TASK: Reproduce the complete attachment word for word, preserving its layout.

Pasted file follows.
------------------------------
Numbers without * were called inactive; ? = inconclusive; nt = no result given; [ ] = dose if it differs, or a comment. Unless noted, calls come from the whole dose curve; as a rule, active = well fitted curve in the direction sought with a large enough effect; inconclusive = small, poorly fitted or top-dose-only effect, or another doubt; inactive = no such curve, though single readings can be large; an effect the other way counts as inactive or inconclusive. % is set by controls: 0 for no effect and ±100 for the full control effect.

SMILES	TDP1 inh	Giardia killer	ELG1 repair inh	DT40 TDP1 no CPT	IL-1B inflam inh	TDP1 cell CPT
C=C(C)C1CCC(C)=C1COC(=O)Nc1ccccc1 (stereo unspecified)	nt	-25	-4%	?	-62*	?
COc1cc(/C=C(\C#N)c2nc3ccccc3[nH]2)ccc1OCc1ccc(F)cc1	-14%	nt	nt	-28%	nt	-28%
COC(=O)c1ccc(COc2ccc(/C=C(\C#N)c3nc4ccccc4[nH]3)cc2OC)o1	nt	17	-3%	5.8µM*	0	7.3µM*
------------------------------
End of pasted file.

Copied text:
Numbers without * were called inactive; ? = inconclusive; nt = no result given; [ ] = dose if it differs, or a comment. Unless noted, calls come from the whole dose curve; as a rule, active = well fitted curve in the direction sought with a large enough effect; inconclusive = small, poorly fitted or top-dose-only effect, or another doubt; inactive = no such curve, though single readings can be large; an effect the other way counts as inactive or inconclusive. % is set by controls: 0 for no effect and ±100 for the full control effect.

SMILES	TDP1 inh	Giardia killer	ELG1 repair inh	DT40 TDP1 no CPT	IL-1B inflam inh	TDP1 cell CPT
C=C(C)C1CCC(C)=C1COC(=O)Nc1ccccc1 (stereo unspecified)	nt	-25	-4%	?	-62*	?
COc1cc(/C=C(\C#N)c2nc3ccccc3[nH]2)ccc1OCc1ccc(F)cc1	-14%	nt	nt	-28%	nt	-28%
COC(=O)c1ccc(COc2ccc(/C=C(\C#N)c3nc4ccccc4[nH]3)cc2OC)o1	nt	17	-3%	5.8µM*	0	7.3µM*